He denied Gaddafi’s Libya planned the 1986 bombing of La Belle Discotheque in Berlin though it is established fact. At the same time he says that the American government’s funding of the Afghan mujahideen and the training of bin Laden are a myth concocted by Washington Post correspondent Steve Coll, which is patently false.

His admiration for Communist dictator Fidel Castro is boundless as he praises Castro’s setting up of  a nationwide system of education, housing and land distribution (redistribution) to the peasants. The inconvenient truth he ignores is that Castro set up a nationwide network of gulags for those who disagreed with him. In Cuba, Zinn saw hope for the future of mankind.

Zinn’s Maoist China, site of history’s bloodiest state-sponsored killings, is “the closest thing, in the long history of that ancient country, to a people’s government, independent of outside control.” The authoritarian Nicaraguan Sandinistas were “welcomed” by their own people, while the opposition Contras, who backed the candidate that triumphed when free elections were finally held, were a “terrorist group” that “seemed to have no popular support inside Nicaragua,” according to history news network.

Right-wingers are bullies according to Zinn. They only care about keeping power and wealth to themselves.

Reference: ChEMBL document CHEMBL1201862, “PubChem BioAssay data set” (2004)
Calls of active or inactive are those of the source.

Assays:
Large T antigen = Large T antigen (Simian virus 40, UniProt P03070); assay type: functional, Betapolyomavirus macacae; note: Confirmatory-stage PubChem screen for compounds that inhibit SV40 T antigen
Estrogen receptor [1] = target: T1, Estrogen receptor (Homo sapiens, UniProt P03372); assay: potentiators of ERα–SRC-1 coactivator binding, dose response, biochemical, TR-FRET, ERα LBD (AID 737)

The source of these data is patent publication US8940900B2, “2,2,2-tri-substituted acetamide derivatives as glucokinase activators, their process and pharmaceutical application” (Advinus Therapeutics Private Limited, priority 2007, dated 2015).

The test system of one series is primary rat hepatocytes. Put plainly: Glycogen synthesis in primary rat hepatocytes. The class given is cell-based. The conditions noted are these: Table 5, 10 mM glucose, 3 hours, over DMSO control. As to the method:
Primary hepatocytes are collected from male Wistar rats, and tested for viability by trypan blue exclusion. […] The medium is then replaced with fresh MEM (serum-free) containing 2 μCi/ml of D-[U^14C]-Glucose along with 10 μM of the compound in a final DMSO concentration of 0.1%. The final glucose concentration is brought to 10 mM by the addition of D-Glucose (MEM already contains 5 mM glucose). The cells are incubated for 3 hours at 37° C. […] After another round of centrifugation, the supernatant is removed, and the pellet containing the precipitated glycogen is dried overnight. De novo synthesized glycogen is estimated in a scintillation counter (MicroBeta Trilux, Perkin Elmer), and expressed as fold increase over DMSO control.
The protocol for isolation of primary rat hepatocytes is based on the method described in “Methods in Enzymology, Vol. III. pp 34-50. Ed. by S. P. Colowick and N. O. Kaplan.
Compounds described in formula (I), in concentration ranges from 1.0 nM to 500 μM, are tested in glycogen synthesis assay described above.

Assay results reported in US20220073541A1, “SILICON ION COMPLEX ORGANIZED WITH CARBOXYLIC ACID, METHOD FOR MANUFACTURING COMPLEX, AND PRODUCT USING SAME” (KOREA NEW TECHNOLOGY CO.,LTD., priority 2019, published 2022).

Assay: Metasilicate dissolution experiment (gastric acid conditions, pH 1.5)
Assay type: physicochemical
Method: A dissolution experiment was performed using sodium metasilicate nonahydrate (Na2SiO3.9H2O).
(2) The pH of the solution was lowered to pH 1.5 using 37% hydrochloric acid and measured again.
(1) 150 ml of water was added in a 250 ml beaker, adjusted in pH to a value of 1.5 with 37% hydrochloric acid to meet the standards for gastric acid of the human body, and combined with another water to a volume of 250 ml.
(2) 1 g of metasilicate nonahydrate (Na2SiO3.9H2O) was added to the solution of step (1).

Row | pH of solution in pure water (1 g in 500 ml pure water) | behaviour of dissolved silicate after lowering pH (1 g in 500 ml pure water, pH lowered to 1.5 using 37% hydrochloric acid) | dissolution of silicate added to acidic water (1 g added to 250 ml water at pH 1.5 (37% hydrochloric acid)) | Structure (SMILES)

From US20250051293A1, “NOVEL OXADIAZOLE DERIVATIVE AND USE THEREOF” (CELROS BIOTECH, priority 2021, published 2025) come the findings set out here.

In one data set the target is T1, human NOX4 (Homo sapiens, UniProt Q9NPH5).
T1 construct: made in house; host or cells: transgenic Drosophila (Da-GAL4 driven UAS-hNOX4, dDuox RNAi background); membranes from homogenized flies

Reviewing A People’s History in The American Scholar, Harvard University professor Oscar Handlin denounced “the deranged quality of his fairy tale, in which the incidents are made to fit the legend, no matter how intractable the evidence of American history.”

His history ignores the Khmer Rouge, Pol Pot and describes the revolutionary regime in Cambodia as one that treated American prisoners well.

He is an apologist for poor forgotten communists like Pete Seeger and Paul Robeson who were Stalin lovers.

Atom bomb spies Morton Sobel and Julius Rosenberg were railroaded according to him. Sobel confessed but Zinn later said that their guilt never mattered to him.

He was an anti-Vietnam activist. He was Bill Ayers without the bombs.

His book begins with an assault on Columbus who never even made it to our continent. He bloviates about violent colonists. He delves right into slavery and remains obsessed by it and U.S. cruelty towards Native-Americans because, to him, that is all the United States is about. He never presents another side or mitigating circumstances unless it is to support communism or socialism.